Economics and the Brain: How People Really Make Decisions in Turbulent Timesvia Neuroscience News – In a 2008 paper on neuroeconomics, economist George Loewenstein said: “Whereas psychologists tend to view humans as fallible and sometime even self-destructive, economists tend to view people as efficient maximisers of self-interest who make mistakes only when imperfectly informed about the consequences of their actions.”

Dan Gilbert at HLS on The Situation of Good Decisions via thesituationist.wordpress.com – He said that it should be simple to make a decision—all we need to do is multiply the odds of getting what we want by the value of getting it. But people make two classes of errors when trying to make decisions: errors in odds and errors in value.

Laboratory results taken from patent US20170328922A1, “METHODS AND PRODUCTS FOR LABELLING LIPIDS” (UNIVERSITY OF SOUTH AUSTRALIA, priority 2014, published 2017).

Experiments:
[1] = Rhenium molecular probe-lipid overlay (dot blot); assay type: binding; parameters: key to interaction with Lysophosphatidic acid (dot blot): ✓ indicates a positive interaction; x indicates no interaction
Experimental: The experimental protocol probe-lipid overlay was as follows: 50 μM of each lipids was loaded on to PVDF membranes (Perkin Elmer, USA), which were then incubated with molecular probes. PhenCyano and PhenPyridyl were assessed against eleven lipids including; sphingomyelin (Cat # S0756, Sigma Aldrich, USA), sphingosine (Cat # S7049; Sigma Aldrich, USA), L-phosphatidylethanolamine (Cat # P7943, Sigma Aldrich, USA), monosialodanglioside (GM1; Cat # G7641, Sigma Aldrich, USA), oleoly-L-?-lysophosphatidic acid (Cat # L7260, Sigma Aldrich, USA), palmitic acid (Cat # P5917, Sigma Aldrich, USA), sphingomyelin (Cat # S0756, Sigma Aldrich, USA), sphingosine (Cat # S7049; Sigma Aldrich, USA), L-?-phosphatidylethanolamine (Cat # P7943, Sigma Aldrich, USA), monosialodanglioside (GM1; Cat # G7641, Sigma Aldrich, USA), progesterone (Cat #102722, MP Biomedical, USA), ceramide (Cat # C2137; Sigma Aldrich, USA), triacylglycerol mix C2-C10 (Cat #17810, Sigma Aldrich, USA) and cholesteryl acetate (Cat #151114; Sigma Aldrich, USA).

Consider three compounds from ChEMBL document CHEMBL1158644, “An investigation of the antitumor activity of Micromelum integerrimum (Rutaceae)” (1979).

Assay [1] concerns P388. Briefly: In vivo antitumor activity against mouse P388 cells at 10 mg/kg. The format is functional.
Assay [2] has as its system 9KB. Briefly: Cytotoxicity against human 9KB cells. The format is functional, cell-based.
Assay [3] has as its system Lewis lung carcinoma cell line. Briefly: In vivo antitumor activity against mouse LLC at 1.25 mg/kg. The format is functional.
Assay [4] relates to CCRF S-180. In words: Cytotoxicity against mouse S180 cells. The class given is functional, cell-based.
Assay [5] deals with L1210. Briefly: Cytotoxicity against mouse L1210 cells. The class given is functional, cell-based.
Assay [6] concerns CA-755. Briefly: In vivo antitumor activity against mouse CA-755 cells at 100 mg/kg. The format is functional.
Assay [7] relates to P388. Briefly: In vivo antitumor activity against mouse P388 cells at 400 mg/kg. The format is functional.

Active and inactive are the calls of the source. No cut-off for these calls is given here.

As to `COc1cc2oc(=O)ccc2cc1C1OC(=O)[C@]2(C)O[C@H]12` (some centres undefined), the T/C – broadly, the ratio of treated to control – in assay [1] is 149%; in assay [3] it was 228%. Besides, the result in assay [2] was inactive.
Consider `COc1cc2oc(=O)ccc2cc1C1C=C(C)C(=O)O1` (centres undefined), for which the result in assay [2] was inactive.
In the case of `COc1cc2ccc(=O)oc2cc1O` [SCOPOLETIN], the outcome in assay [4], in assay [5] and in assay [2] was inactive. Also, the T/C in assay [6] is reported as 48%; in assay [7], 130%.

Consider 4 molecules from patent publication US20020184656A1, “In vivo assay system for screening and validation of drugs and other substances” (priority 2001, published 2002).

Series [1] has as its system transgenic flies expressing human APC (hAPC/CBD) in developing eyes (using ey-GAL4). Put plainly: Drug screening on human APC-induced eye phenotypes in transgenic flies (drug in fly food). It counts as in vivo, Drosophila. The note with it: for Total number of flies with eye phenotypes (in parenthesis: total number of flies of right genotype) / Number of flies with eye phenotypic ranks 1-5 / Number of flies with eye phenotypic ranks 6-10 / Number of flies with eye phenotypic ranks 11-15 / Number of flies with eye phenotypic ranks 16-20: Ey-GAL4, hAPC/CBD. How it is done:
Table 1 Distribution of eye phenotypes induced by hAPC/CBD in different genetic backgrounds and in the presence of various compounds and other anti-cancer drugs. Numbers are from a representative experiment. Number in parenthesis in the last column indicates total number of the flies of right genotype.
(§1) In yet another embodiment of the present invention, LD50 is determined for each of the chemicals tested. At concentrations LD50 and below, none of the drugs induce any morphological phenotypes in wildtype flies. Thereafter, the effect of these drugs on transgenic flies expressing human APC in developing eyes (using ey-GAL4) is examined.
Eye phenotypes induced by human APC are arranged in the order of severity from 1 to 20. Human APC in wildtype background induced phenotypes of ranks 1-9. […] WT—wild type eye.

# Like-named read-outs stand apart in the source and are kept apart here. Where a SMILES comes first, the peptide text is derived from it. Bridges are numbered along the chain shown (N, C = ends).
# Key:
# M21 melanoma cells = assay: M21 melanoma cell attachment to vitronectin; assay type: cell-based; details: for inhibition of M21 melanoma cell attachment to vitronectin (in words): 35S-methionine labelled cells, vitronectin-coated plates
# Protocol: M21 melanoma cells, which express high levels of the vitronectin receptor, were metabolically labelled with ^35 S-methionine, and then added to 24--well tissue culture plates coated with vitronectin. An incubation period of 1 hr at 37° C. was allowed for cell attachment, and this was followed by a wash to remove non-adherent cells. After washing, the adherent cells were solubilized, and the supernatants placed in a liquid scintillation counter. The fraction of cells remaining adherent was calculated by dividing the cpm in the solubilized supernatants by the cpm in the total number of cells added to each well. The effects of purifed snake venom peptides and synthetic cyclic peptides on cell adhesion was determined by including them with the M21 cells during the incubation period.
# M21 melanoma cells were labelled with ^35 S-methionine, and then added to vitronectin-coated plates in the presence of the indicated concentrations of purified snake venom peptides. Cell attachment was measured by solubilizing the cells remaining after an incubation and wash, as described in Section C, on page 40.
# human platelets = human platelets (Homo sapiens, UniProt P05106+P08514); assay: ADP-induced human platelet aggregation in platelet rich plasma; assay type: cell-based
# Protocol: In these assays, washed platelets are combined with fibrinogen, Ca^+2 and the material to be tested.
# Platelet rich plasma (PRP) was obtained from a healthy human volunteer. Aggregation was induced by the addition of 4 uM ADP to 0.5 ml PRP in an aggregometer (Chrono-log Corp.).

Have You Been Nudged Today  – Via PsyFi Blog- Sitting at the center of UK government is the Behavioural Insights Team (BIT), which is tasked with using behavioral approaches “as an alternative or complement to regulation or bans”, while achieving a ten-fold return on the cost of the team. They’ve just released the results of their first set of trials on fraud, error and debt, and these suggest they’re likely to continue, as the potential savings look like they’ll be quite significant. Wherever you are, you can expect to be nudged, prodded and cajoled into being a better person; or at least one that pays their taxes and turns up to doctors’ appointments on time.

Too Much Information Clouds Negotiators’ Judgmentsvia www.gsb.stanford.edu – Whether we’re negotiating a business deal or talking with a friend about which movie to see, most of us use information we have about the other party to reach agreement. But recent research from the Stanford Graduate School of Business warns that knowing our negotiation partners too well or having the wrong kind of information about them can actually produce less successful negotiating results than having no information.

Capitalism, Business, Economics, Entrepreneurship, Finance: